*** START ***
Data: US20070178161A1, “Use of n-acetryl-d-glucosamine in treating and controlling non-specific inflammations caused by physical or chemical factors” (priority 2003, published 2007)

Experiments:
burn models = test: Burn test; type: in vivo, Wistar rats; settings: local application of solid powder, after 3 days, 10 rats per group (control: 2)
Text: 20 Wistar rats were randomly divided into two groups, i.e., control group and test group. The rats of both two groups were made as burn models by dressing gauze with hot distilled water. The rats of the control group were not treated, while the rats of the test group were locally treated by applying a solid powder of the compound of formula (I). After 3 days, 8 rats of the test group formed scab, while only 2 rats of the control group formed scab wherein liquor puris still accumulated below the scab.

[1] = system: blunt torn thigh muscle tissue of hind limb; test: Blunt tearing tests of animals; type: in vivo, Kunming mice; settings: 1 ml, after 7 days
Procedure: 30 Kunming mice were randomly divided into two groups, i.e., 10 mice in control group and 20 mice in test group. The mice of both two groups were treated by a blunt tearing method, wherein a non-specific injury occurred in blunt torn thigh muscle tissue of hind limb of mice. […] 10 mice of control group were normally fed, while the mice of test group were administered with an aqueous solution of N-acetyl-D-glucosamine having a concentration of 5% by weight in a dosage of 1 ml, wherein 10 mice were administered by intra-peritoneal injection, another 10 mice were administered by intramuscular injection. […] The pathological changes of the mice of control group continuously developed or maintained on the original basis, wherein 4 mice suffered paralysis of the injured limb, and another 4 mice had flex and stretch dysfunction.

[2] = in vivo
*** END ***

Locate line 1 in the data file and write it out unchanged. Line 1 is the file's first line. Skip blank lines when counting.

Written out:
Data: US20070178161A1, “Use of n-acetryl-d-glucosamine in treating and controlling non-specific inflammations caused by physical or chemical factors” (priority 2003, published 2007)